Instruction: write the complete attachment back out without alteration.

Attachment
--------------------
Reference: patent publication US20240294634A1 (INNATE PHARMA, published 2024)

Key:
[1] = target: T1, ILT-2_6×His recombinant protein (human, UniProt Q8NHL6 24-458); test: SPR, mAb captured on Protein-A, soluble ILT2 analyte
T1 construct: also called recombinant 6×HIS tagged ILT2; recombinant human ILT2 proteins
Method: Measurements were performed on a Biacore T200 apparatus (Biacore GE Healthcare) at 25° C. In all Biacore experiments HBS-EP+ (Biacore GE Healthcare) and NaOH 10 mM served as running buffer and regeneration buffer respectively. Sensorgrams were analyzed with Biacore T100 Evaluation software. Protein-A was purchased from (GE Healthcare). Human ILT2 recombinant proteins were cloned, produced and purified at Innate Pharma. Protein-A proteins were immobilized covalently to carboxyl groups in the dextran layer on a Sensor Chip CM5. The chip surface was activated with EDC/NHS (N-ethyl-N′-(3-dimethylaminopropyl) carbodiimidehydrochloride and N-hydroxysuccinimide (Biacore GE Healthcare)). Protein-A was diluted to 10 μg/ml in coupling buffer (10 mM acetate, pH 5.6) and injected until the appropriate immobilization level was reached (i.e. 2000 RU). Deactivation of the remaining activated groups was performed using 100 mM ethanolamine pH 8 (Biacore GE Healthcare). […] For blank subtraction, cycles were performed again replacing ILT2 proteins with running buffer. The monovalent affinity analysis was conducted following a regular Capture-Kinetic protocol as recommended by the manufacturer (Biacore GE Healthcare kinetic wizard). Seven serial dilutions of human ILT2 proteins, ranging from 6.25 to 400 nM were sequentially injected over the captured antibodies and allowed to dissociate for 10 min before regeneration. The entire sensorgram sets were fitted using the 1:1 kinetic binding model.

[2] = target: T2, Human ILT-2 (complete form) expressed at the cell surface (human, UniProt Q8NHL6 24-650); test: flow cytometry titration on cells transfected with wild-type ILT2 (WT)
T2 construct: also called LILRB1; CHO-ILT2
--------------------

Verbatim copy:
Reference: patent publication US20240294634A1 (INNATE PHARMA, published 2024)

Key:
[1] = target: T1, ILT-2_6×His recombinant protein (human, UniProt Q8NHL6 24-458); test: SPR, mAb captured on Protein-A, soluble ILT2 analyte
T1 construct: also called recombinant 6×HIS tagged ILT2; recombinant human ILT2 proteins
Method: Measurements were performed on a Biacore T200 apparatus (Biacore GE Healthcare) at 25° C. In all Biacore experiments HBS-EP+ (Biacore GE Healthcare) and NaOH 10 mM served as running buffer and regeneration buffer respectively. Sensorgrams were analyzed with Biacore T100 Evaluation software. Protein-A was purchased from (GE Healthcare). Human ILT2 recombinant proteins were cloned, produced and purified at Innate Pharma. Protein-A proteins were immobilized covalently to carboxyl groups in the dextran layer on a Sensor Chip CM5. The chip surface was activated with EDC/NHS (N-ethyl-N′-(3-dimethylaminopropyl) carbodiimidehydrochloride and N-hydroxysuccinimide (Biacore GE Healthcare)). Protein-A was diluted to 10 μg/ml in coupling buffer (10 mM acetate, pH 5.6) and injected until the appropriate immobilization level was reached (i.e. 2000 RU). Deactivation of the remaining activated groups was performed using 100 mM ethanolamine pH 8 (Biacore GE Healthcare). […] For blank subtraction, cycles were performed again replacing ILT2 proteins with running buffer. The monovalent affinity analysis was conducted following a regular Capture-Kinetic protocol as recommended by the manufacturer (Biacore GE Healthcare kinetic wizard). Seven serial dilutions of human ILT2 proteins, ranging from 6.25 to 400 nM were sequentially injected over the captured antibodies and allowed to dissociate for 10 min before regeneration. The entire sensorgram sets were fitted using the 1:1 kinetic binding model.

[2] = target: T2, Human ILT-2 (complete form) expressed at the cell surface (human, UniProt Q8NHL6 24-650); test: flow cytometry titration on cells transfected with wild-type ILT2 (WT)
T2 construct: also called LILRB1; CHO-ILT2